2. Listening to the current Vatican bureaucracy yap about nuclear weapons is like listening to the Hildebeast support the Second Amendment.

  3. Pope Francis would have done better at the UN if he had called for prayers for peace, especially the Rosary. OH, the UN is atheistic. Oh, the UN subsumes all men into its atheism. I can imagine Mother Teresa speaking at the UN invoking prayer and supplication to God for world peace, like holy water on the devil, especially holy water from Lourdes.

  4. Seems to me that a belief in Hell and “mutually assured destruction” are similar in affect.

    A profound belief in Hell, and it’s effects, having caused a change in attitude and actions of individuals have prevented those same persons from going to and suffering in Hell.

    Similarly, a belief in the “mutually assured destruction” of nuclear weapons, having caused a change in attitude and actions (in nations) have prevented many people from suffering a Hell-like inferno on this Earth.

  5. Well, lasting peace isn’t compatible with nuclear weapons.

    That doesn’t mean that you don’t need weapons that can do serious damage in order to stop the bad guys long enough to get the foundation for some form of world peace.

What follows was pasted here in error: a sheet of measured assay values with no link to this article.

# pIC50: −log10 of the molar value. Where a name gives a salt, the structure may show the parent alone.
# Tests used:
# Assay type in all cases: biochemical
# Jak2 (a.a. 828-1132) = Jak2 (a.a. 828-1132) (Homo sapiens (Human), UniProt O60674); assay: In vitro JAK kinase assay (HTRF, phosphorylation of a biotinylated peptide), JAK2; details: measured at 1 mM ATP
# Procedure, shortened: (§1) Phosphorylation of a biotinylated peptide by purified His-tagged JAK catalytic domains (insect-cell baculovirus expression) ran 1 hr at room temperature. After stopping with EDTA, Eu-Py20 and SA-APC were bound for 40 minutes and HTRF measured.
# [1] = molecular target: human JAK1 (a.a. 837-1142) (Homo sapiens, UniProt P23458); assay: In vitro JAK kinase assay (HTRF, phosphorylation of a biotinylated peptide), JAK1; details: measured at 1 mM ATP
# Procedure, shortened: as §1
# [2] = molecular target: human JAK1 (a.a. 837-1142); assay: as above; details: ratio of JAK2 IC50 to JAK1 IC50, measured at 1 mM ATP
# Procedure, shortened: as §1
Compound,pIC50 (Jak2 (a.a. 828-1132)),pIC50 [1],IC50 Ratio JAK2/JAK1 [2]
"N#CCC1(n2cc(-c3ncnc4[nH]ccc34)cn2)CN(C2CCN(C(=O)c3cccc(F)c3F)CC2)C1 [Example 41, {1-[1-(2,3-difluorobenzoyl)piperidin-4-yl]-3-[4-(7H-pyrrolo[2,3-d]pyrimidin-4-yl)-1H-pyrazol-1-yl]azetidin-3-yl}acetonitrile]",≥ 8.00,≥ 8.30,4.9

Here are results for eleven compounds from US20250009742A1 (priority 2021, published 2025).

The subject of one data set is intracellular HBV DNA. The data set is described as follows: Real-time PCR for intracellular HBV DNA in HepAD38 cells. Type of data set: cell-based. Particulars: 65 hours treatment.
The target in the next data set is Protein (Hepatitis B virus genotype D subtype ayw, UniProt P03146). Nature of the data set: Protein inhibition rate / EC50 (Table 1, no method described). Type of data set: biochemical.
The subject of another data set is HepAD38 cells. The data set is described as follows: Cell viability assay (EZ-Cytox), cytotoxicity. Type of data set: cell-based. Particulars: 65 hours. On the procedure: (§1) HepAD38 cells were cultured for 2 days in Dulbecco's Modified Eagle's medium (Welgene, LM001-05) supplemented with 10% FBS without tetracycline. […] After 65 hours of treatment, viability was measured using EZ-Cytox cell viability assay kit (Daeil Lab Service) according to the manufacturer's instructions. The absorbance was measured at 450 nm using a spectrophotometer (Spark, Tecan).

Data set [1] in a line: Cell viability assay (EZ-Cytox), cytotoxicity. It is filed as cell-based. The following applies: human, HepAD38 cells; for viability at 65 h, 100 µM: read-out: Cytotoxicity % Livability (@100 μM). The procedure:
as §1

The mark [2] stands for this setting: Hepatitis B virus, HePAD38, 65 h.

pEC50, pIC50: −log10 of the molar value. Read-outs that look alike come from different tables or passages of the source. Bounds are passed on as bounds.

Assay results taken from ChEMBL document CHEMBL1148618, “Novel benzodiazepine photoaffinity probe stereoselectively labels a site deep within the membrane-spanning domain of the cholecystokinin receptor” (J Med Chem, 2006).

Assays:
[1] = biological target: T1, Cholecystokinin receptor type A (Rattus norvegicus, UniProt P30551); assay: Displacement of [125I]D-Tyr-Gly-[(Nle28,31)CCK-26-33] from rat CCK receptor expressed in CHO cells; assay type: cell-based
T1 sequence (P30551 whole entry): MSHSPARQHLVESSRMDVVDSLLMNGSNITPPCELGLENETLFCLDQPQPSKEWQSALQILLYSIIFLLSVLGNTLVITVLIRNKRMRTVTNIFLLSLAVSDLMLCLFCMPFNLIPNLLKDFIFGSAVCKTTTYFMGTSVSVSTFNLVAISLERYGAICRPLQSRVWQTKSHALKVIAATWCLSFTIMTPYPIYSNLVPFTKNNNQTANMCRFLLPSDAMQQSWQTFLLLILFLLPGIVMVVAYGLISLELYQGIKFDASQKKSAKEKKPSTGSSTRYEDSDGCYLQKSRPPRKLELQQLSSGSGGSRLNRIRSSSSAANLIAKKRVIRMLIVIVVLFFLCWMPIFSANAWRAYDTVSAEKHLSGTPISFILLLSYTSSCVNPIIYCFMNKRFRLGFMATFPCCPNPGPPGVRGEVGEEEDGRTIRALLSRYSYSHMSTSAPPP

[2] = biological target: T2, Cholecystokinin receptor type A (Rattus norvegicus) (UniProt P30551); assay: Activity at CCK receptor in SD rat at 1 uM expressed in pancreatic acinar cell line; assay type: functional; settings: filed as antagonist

Of course, the level of perfection for actual world peace would require the second coming…..

  6. Instead, peace must be based on justice, socio-economic development, freedom, human rights, and building trust between peoples, the archbishop told a session of the U.N. General Assembly in New York City.

    More mush from the wimps. Peace is irrelevant to these goods. You’ve had peace on the Korean peninsula for 63 years, even though the northern half thereof is as grisly a locus as you can find in this world. You have peace when you have an equilbrium no actor feels compelled to attempt to change. If there is justice incorporated into everyday life, that’s gravy.

  7. That’s not peace. That’s a cessation of hostilities. Often that’s the best we can manage in this fallen world. But the way I figure it, when we have “justice, socio-economic development, freedom, human rights and trust between peoples” of a more or lss universal nature, then —and only then— we can rid the worl of nuclear arms; and not the other way around.

  8. The worst weapon is that possessed by the Vatican itself. It is called the tolerance of evil which encourages bad behavior. Pope Francis himself is causing untold damage in the world by his countenancing the evil of Islam, Communist dictators, homosexuality in the clergy, and laxity in sexual morality, etc.

  9. And will we soon hear Iran’s possession of nukes defended by those who have assumed some earthly power over Jesus’s Church based on just war theory, self defense principles with quotes from non-Jesuit Thomas Aquinas, and social justice theory a la Alinsky? All commenters above- muchas gracias–I cannot remember when I agreed with all, such an august sage wise group-many thanks-we can all rejoice in that like St Dismas we can go to our death’s proclaiming, in the face of the pagans and the lions and the democrats and the totalitarians [yes-some overlapping redundancy],, “Jesus is Lord” and as Foxifer says, when that second coming comes along, there will be peace; but it will NOT be a UN peace. Guy McClung, San Antonio TX